Costing up to $1,000,000,000 monthly and possible over $300,000,000,000 in material terms (Swearingen, 1988) over the course of the conflict, the Iran-Iraq War was at face value, an attempt by Iraq to compel Iran to recognize Iraq's territorial rights and to renegotiate the 1975 treaty. Initially, Iraq seemed to have either no clearly formulated strategic goals or had fallen short of them - the first reaction one would have when hearing that Iraq called for a cease-fire 6 days in and issued a set of demands which included a renegotiation of the treaty, return of the islands to the UAE and the non-participation and non-interaction of Iran within the Gulf community.
Most see Iraq coming out of the war as more powerful in absolute power terms but not in relation to the rising power of its neighbours (Parasiliti, 2003, p. 160). According to Parasilati (2003) Iraq's reliance on its economic "strategic rents" - the billions of loans and grants given by the West and other Arab Gulf states - undercut its power relative to its neighbours. Even though it may seem like Iraq hadn't lost territorially, its bid for power failed and dropped it deeper into debt. In addition, the only positive aspect of the war was the slight increase in the national pride amongst Iraqis but none of the important geopolitical issues were addressed.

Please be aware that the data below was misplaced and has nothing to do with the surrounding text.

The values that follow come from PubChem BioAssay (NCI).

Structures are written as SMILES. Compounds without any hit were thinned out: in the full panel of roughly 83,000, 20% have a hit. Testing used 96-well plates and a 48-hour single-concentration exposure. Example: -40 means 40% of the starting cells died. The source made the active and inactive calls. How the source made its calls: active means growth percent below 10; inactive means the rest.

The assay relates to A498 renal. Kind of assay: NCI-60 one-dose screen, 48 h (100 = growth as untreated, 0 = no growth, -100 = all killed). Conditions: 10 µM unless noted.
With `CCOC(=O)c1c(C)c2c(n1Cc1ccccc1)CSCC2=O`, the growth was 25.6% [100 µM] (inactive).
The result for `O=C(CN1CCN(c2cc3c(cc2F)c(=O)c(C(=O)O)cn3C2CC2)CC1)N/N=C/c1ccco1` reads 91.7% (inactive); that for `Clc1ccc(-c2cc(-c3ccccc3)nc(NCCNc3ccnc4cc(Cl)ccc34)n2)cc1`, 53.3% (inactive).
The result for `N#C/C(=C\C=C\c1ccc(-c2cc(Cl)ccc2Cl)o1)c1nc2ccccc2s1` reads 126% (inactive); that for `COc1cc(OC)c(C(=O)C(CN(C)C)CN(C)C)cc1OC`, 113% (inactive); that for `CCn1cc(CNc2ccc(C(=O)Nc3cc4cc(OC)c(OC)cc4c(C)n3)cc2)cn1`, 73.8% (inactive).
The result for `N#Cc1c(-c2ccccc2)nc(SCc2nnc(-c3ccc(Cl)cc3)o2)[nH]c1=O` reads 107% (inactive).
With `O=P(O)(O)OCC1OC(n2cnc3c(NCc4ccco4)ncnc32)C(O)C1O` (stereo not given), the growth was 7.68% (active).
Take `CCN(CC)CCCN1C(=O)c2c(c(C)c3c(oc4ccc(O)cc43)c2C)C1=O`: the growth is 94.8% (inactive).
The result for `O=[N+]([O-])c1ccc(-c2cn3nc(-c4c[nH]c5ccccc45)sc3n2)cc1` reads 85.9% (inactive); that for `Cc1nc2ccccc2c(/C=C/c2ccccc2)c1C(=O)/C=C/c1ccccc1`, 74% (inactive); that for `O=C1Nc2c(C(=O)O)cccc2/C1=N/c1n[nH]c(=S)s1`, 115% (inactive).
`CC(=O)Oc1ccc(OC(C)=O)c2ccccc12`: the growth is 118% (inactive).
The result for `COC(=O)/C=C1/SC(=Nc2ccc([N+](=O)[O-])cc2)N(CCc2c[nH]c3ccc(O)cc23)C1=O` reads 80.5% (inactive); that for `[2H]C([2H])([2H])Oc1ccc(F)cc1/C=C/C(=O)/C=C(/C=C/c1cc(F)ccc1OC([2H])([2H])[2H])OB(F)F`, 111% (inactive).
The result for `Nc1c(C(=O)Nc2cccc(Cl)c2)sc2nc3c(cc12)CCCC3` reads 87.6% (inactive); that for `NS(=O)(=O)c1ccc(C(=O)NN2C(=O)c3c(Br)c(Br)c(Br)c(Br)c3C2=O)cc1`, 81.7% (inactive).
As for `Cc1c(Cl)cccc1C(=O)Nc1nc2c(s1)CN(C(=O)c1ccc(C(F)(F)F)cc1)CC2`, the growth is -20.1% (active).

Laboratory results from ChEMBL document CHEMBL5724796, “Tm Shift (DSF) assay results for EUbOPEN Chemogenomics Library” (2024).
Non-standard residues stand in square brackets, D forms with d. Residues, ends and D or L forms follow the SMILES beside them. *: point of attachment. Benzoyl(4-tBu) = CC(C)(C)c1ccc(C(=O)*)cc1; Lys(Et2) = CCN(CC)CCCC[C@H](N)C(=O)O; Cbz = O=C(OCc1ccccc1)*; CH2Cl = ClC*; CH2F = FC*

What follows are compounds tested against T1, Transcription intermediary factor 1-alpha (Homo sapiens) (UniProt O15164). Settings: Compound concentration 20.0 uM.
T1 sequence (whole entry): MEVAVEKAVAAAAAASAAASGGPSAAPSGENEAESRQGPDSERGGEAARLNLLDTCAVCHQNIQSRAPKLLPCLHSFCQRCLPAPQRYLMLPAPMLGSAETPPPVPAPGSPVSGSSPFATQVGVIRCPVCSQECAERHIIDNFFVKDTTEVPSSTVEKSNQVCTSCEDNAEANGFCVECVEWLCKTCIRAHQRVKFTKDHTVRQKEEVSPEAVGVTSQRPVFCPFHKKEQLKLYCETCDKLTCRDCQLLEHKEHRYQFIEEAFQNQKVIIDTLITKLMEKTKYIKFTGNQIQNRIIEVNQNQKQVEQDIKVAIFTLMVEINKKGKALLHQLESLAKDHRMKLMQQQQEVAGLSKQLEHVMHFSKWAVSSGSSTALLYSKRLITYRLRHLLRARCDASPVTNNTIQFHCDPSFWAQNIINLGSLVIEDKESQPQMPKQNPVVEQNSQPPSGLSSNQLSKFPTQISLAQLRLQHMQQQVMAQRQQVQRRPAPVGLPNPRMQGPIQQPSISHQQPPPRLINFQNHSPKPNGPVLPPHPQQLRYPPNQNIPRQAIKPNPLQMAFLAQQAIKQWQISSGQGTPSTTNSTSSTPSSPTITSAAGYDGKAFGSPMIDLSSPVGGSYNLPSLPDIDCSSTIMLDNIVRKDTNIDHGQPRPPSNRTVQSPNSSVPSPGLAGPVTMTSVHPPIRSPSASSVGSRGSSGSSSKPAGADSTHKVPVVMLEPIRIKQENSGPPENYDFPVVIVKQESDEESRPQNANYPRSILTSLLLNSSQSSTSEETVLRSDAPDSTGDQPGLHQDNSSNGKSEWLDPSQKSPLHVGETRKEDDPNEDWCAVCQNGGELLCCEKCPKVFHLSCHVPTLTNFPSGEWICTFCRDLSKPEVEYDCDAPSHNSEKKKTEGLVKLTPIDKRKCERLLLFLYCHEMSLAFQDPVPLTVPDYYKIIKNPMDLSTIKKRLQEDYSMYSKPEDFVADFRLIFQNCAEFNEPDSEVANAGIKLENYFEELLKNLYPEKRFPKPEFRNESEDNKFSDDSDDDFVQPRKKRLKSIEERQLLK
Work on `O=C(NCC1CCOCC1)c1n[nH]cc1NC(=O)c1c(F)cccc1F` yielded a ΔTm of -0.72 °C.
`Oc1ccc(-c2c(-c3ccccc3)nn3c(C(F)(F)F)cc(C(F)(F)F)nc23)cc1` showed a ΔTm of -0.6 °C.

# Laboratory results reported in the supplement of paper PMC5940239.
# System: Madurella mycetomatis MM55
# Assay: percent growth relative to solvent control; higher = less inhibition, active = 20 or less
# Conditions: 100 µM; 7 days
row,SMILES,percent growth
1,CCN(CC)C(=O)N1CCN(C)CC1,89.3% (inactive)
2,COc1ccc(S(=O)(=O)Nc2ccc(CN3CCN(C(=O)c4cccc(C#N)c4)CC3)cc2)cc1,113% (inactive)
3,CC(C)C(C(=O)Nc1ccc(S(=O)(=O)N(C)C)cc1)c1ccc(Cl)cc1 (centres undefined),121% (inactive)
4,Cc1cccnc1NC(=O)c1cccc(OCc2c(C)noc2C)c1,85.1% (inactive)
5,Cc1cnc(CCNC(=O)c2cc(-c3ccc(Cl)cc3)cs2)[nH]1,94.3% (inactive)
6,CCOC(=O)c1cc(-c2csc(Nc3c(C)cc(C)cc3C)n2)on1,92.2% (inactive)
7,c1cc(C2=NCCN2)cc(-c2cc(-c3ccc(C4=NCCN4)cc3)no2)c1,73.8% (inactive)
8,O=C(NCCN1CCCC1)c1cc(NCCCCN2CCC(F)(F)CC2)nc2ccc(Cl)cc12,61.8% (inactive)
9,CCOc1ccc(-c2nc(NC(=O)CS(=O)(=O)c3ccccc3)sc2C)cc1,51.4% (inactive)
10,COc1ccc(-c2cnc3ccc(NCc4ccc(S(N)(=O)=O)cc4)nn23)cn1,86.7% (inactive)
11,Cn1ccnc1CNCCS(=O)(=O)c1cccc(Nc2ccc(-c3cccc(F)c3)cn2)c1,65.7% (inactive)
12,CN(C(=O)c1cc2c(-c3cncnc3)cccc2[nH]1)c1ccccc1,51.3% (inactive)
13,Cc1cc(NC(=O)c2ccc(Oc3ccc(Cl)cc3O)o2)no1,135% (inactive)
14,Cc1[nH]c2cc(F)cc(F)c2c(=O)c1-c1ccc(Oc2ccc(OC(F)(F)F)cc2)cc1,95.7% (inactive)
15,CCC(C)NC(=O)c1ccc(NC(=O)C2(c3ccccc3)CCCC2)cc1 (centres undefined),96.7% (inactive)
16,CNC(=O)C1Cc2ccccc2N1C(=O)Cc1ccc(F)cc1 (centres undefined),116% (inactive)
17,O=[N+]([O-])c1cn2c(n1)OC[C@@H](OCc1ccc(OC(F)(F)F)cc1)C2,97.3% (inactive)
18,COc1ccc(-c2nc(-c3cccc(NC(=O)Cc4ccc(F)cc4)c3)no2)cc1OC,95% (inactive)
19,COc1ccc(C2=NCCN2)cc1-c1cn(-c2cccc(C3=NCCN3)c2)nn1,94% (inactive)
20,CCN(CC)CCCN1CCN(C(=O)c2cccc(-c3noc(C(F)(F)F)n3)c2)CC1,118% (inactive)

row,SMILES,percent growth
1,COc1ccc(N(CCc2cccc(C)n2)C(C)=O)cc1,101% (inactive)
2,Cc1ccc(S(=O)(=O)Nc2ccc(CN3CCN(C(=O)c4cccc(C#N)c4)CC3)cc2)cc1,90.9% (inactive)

There was no change in the 1975 agreement over the Shatt al-Arab waterway (Bahadori, 2005, p. 3) nor was Iraq the pre-dominant power in the Gulf. While internal control was once again secure, there was no change on any map as to an increase or decrease in territory.
As Swearingen (1988) mentioned and (Karsh, Military power and foreign policy goals: the Iran and Iraq war revisited, 1987-1988) developed on, Iraqi Sunni elites feared a Sh'i rebellion within Iraq. The revolution in Iran was mainly carried out by the majority Shi'i. Iraq aimed to discredit the Islamic regime as opposed to attacking the idea of Khomeini as a Shi'i muslim leader which would perhaps precipitated an intra-Iraq conflict. With this factor in mind, it can be stated that Saddam Hussein went to war with Iran on the rational that putting immediate pressure on Tehran would alleviate internal Iraqi problems as well as show that Iraq was determined to stand up for itself.
This conflict wasn't completely about...